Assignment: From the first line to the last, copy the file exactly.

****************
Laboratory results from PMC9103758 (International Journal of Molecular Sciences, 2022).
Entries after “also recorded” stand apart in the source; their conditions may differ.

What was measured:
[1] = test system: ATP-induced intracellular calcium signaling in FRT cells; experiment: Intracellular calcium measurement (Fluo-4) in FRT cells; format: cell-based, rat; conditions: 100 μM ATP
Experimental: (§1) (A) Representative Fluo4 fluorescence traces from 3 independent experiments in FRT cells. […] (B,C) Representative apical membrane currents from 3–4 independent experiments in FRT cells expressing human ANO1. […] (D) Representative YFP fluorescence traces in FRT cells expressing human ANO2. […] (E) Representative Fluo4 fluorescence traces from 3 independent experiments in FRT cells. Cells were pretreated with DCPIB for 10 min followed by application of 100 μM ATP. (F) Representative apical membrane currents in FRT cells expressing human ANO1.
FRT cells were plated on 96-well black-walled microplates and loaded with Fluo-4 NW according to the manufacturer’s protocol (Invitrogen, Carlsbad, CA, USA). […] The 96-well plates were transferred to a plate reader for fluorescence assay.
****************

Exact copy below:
Laboratory results from PMC9103758 (International Journal of Molecular Sciences, 2022).
Entries after “also recorded” stand apart in the source; their conditions may differ.

What was measured:
[1] = test system: ATP-induced intracellular calcium signaling in FRT cells; experiment: Intracellular calcium measurement (Fluo-4) in FRT cells; format: cell-based, rat; conditions: 100 μM ATP
Experimental: (§1) (A) Representative Fluo4 fluorescence traces from 3 independent experiments in FRT cells. […] (B,C) Representative apical membrane currents from 3–4 independent experiments in FRT cells expressing human ANO1. […] (D) Representative YFP fluorescence traces in FRT cells expressing human ANO2. […] (E) Representative Fluo4 fluorescence traces from 3 independent experiments in FRT cells. Cells were pretreated with DCPIB for 10 min followed by application of 100 μM ATP. (F) Representative apical membrane currents in FRT cells expressing human ANO1.
FRT cells were plated on 96-well black-walled microplates and loaded with Fluo-4 NW according to the manufacturer’s protocol (Invitrogen, Carlsbad, CA, USA). […] The 96-well plates were transferred to a plate reader for fluorescence assay.